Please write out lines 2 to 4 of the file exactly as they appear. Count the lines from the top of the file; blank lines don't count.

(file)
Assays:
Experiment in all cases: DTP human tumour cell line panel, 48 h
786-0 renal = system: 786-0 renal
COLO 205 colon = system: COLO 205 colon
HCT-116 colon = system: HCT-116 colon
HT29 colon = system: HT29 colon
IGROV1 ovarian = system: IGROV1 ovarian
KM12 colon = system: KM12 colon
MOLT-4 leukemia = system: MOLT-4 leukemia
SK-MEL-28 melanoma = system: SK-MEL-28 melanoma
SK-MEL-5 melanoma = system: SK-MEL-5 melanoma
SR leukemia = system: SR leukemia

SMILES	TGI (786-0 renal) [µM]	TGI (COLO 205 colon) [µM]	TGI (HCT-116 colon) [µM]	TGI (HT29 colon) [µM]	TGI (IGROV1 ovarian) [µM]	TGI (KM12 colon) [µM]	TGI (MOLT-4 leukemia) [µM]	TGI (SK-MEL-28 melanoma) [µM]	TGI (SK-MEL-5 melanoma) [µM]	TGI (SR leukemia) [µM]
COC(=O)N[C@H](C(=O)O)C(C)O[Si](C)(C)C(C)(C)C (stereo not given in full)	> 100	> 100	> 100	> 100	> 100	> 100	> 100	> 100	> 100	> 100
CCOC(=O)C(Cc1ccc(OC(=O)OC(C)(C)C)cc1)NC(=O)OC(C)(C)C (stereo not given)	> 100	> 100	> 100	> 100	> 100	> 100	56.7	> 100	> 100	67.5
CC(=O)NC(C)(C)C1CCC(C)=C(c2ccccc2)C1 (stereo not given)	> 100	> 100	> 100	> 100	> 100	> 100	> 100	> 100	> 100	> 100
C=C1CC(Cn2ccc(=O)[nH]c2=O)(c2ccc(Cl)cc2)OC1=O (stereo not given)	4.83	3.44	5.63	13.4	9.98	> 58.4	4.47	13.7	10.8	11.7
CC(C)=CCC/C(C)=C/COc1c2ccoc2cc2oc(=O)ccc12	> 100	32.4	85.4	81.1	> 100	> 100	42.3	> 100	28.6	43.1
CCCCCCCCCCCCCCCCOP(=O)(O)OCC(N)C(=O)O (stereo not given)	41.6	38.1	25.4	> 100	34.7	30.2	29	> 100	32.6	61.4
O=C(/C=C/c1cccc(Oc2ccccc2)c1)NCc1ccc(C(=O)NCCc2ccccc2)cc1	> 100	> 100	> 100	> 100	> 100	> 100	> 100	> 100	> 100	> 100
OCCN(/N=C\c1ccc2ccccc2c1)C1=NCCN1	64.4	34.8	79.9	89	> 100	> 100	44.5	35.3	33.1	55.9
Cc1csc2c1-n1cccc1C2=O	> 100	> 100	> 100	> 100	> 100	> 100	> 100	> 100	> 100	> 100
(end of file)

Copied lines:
Experiment in all cases: DTP human tumour cell line panel, 48 h
786-0 renal = system: 786-0 renal
COLO 205 colon = system: COLO 205 colon